Article

Association of Digital Breast Tomosynthesis vs Digital Mammography With Cancer Detection and Recall Rates by Age and Breast Density

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Abstract

Importance Breast cancer screening examinations using digital breast tomosynthesis (DBT) has been shown to be associated with decreased false-positive test results and increased breast cancer detection compared with digital mammography (DM). Little is known regarding the size and stage of breast cancer types detected and their association with age and breast density. Objective To determine whether screening examinations using DBT detect breast cancers that are associated with an improved prognosis and to compare the detection rates by patient age and breast density. Design, Setting, and Participants This retrospective analysis of prospective cohort data from 3 research centers in the Population-based Research Optimizing Screening Through Personalized Regimens (PROSPR) consortium included data of women aged 40 to 74 years who underwent screening examinations using DM and DBT from January 1, 2011, through September 30, 2014. Statistical analysis was performed from November 8, 2017, to August 14, 2018. Exposures Use of DBT as a supplement to DM at breast cancer screening examination. Main Outcomes and Measures Recall rate, cancer detection rate, positive predictive value, biopsy rate, and distribution of invasive cancer subtypes. Results Among 96 269 women (mean [SD] patient age for all examinations, 55.9 [9.0] years), patient age was 56.4 (9.0) years for DM and 54.6 (8.9) years for DBT. Of 180 340 breast cancer screening examinations, 129 369 examinations (71.7%) used DM and 50 971 examinations (28.3%) used DBT. Screening examination with DBT (73 of 99 women [73.7%]) was associated with the detection of smaller, more often node-negative, HER2–negative, invasive cancers compared with DM (276 of 422 women [65.4%]). Screening examination with DBT was also associated with lower recall (odds ratio, 0.64; 95% CI, 0.57-0.72; P < .001) and higher cancer detection (odds ratio, 1.41; 95% CI, 1.05-1.89; P = .02) compared with DM for all age groups even when stratified by breast density. The largest increase in cancer detection rate and the greatest shift toward smaller, node-negative invasive cancers detected with DBT was for women aged 40 to 49 years. For women aged 40 to 49 years with nondense breasts, the cancer detection rate for examinations using DBT was 1.70 per 1000 women higher compared with the rate using DM; for women with dense breasts, the cancer detection rate was 2.27 per 1000 women higher for DBT. For these younger women, screening with DBT was associated with only 7 of 28 breast cancers (25.0%) categorized as poor prognosis compared with 19 of 47 breast cancers (40.4%) when screening with DM. Conclusions and Relevance The findings suggest that screening with DBT is associated with increased specificity and an increased proportion of breast cancers detected with better prognosis compared with DM. In the subgroup of women aged 40 to 49 years, routine DBT screening may have a favorable risk-benefit ratio.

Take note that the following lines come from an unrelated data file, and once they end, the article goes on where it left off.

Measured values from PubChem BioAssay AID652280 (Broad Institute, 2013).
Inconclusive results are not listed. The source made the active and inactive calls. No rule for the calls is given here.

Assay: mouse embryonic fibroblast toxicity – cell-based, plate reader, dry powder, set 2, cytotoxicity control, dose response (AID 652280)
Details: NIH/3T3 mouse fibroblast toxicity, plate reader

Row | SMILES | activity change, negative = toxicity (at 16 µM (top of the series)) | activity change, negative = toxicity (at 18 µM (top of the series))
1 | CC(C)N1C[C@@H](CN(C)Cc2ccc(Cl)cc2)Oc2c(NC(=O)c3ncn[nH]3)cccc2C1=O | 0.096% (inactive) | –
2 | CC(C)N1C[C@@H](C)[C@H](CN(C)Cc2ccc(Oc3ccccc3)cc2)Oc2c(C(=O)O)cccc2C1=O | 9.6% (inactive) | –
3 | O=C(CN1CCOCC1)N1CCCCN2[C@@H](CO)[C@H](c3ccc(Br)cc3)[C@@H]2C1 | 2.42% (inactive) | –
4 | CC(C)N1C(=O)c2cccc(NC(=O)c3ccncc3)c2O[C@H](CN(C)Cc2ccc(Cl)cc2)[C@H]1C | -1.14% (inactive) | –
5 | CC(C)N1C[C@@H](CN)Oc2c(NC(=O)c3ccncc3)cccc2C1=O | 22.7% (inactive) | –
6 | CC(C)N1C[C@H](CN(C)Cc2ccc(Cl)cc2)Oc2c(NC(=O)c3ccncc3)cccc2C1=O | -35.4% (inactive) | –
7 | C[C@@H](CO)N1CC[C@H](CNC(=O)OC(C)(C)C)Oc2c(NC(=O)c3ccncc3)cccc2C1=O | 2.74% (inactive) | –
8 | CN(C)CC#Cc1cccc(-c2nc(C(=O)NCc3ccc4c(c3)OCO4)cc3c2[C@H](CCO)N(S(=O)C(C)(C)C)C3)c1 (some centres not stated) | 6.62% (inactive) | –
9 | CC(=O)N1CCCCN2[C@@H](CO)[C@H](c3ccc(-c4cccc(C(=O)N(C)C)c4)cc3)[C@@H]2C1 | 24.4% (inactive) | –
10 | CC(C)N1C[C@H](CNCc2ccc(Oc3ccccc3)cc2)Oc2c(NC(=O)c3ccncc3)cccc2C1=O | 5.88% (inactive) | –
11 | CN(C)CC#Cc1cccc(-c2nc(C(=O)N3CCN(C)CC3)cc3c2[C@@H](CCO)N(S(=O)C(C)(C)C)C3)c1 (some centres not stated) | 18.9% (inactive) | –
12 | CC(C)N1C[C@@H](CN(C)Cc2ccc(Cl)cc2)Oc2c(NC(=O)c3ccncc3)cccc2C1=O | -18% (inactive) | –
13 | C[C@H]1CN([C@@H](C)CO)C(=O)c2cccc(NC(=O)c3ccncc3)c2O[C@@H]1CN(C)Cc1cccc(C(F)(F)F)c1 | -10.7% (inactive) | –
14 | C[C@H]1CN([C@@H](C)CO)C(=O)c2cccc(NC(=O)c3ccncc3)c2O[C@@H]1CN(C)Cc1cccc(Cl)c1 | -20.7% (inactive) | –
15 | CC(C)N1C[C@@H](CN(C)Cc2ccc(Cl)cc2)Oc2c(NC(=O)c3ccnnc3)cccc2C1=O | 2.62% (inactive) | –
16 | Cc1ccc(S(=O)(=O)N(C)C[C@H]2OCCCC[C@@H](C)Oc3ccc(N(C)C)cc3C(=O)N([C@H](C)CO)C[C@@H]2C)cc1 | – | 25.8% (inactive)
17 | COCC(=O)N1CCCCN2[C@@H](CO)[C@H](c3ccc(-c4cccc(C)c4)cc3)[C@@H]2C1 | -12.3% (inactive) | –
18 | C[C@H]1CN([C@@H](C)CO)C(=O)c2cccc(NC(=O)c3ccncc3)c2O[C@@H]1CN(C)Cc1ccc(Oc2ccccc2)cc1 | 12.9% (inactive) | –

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... 1,2 Several observational studies have demonstrated that women screened with DBT are less likely to be called back for additional diagnostic imaging compared to women screened with 2-D mammography, a measure known as recall. [3][4][5][6][7] Other studies have shown higher cancer detection rates when DBT is used over 2-D mammography. [8][9][10][11][12][13] Some studies have examined screening outcomes using DBT compared to 2-D mammography specifically among older women. ...
... Our findings differ from several studies which have shown that DBT is associated with lower recall rates compared to 2-D screening mammography. 5,6,8 Lower recall has been held up as a major advantage of DBT, as further workup creates additional anxiety and expense. We have shown that DBT is not associated with use of less subsequent imaging among older women, suggesting that this potential advantage has not been realized in this group. ...
... The performance of 2-D mammography itself improves with age and some studies have suggested a larger absolute reduction in recall with DBT among younger women compared to older women. 25,5,15 However, not all studies have shown consistent age effects, and there are important remaining questions about how age, breast density, and screening round may all impact DBT performance among older women. 26 Consistent with prior studies, we observed that DBT was associated with higher rates of cancer detection compared to 2-D mammography. ...
Article